I am a web and graphic designer. I have been coding websites since I was 10 and have been drawing since I was old enough to hold a pencil! My resume can be viewed here.

Most of my recent work has been for mobile apps. I have designed icons and websites for two different apps that my college peers have created.


One of these apps is called Dormster. It is currently available on the Google Play store and in development for the App Store. I created all the icons used for navigation and for user pathways within the software.

The best iconography helps the user accomplish tasks and identify related elements. Samples are below,

 Rachel Corona's Portfolio

As well as the icons, I designed and coded a website for Dormster. Below is the prototype version, and the final version can be seen at dormsterapp.com.


Sprite design was an early passion. Pokemon characters use a variety of textures (feathers, scales, wings, and fur), colors, and shading in pixel form. I was inspired by early Pokemon designs and manipulated them using a variety of pixel design programs.


RealCampus socially connects prospective students with current students via a chat interface. The goal of the app is to provide high school students with a more authentic experience before they commit to a college. I designed the iconography.

Digital Artwork

I consider myself mostly a traditional pen-and-paper artist, but I frequently transfer artwork into Photoshop. For example, I created all this artwork of Hammy, the mascot of Dormster.

This staircase has appeared in ServiceNow training slides.

Traditional Artwork


To the right is an essay I wrote for college admissions. It describes my first experience being paid for graphic design when I was 12 years old.


“That would be me.” These were the words I used to reply to a job posting, describing

the “perfect” candidate for making computerized paintings, called sprites. Though I

knew I was capable, I was still surprised and excited when offered the job of creating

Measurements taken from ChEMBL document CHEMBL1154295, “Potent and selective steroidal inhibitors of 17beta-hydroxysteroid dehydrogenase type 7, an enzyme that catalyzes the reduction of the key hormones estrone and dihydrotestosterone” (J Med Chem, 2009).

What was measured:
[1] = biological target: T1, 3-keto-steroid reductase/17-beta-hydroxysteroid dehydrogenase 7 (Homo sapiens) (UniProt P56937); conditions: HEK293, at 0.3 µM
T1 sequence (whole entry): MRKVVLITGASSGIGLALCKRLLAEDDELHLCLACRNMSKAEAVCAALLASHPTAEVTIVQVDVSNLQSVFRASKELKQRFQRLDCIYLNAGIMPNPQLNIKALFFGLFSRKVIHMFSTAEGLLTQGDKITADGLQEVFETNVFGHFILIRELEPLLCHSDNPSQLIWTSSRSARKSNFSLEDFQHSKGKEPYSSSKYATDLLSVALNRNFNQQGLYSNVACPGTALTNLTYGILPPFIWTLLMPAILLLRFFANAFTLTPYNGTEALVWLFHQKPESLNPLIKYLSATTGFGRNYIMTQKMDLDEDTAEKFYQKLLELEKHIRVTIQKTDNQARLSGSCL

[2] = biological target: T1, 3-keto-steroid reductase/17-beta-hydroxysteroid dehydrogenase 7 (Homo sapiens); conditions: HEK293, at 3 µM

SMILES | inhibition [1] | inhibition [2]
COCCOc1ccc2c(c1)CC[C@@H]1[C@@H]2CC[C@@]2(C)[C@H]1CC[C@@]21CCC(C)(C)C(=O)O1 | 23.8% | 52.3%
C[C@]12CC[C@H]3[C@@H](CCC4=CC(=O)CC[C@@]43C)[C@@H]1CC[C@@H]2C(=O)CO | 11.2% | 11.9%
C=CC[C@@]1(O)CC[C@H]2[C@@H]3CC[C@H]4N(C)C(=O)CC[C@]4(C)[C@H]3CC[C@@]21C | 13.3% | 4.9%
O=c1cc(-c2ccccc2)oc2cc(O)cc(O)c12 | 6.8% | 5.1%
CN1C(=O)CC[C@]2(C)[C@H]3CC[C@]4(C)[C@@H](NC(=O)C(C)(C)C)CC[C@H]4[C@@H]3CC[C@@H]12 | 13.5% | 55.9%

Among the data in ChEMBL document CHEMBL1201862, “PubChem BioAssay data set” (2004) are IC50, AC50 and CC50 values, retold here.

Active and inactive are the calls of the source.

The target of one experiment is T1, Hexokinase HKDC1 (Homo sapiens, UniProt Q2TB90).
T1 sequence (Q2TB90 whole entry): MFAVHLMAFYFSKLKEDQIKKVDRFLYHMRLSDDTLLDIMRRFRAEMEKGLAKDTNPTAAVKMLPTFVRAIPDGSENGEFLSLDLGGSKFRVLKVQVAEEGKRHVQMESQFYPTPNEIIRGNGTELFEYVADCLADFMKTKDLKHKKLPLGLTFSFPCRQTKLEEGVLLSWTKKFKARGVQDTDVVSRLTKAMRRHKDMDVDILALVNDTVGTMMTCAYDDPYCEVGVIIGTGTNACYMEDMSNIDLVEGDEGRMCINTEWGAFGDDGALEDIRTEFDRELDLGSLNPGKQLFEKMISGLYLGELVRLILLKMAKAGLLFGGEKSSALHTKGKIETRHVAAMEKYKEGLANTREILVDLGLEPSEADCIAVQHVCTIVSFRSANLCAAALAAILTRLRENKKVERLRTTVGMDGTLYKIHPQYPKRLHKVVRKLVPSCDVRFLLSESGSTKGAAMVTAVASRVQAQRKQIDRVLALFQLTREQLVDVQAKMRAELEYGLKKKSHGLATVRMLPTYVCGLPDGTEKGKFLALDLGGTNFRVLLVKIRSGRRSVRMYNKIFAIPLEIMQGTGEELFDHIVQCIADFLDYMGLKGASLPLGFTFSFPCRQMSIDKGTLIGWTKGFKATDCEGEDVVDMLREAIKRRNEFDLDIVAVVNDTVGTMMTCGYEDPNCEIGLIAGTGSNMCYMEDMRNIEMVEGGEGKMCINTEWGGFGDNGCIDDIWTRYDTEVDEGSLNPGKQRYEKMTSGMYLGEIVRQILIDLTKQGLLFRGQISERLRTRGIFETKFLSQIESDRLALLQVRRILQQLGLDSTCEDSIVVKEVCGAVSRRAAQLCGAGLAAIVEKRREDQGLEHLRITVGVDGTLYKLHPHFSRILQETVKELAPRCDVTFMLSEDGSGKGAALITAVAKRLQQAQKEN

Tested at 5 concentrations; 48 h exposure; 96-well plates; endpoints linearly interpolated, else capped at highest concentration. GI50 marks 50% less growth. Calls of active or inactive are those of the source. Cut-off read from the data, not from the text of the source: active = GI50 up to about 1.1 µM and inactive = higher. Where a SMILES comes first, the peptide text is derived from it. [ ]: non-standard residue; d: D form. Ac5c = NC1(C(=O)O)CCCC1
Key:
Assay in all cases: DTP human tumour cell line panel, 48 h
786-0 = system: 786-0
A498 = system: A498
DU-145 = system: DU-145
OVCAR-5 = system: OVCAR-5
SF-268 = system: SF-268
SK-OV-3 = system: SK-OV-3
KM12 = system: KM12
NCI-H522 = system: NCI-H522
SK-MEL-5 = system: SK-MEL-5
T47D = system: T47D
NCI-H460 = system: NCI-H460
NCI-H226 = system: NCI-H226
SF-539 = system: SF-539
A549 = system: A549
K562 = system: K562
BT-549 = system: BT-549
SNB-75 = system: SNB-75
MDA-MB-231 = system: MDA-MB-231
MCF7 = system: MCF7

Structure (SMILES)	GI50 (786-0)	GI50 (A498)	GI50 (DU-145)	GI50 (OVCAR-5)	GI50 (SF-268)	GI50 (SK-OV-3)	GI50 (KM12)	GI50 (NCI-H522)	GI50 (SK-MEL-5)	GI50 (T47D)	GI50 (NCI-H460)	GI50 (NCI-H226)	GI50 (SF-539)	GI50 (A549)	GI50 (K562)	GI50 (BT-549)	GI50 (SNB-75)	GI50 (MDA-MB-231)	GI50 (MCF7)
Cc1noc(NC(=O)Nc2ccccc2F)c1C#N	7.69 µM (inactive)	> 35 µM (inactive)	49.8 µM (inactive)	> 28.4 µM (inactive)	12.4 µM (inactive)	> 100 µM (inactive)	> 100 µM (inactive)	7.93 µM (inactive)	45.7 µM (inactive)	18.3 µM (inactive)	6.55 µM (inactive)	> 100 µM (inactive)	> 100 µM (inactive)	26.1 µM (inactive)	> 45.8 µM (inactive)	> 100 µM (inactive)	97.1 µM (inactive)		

unique sprites for a game called Monster Ranch.

At the time, I was 12 years old and lived and breathed Pokémon. A mobile application

developer posted a detailed description for a sprite designer on a Pokémon forum. A

new game was in development and it would feature Pokémon-like characters. A sprite is

a two-dimensional interpretation of a three-dimensional design, usually a character,

animal, or even a landscape. Pixel by pixel, a sprite is created using only color and can

be elaborate or simple, abstract or straightforward. Even though complicated designs

could take hours to finish, I was fascinated by the dynamic nature of this art.

After sending my four-word reply, my parents got involved. I had to submit an art

portfolio of my work, which the developer found very appealing. I accepted a contract to

create over 100 Monster Ranch sprites within two months, some of which were

described in detail (The “Professor” character wears a long coat, goggles, and has short

red hair) while other characters were described with only a few details as prompts so

that the developer would let me design characters too.

My 12th summer was spent meeting all my deadlines, making money, and doing work

that I would have been happy to do for free. Using Microsoft Paint was a challenge; I

was used to creating animals but the developer requested people too, making me

stretch outside of my comfort zone. I successfully completed the contract and was

thrilled to see Monster Ranch become a popular Facebook game, with my designs in

the first-generation of characters.

Thanks for viewing


(this is me)


Extra Info







Mailing Address (Dorm):

 789 E Lemon Mall #4849

 Tempe, AZ 85281


Mailing Address (Home):

 10531 4S Commons Drive #511

 San Diego, CA 92127


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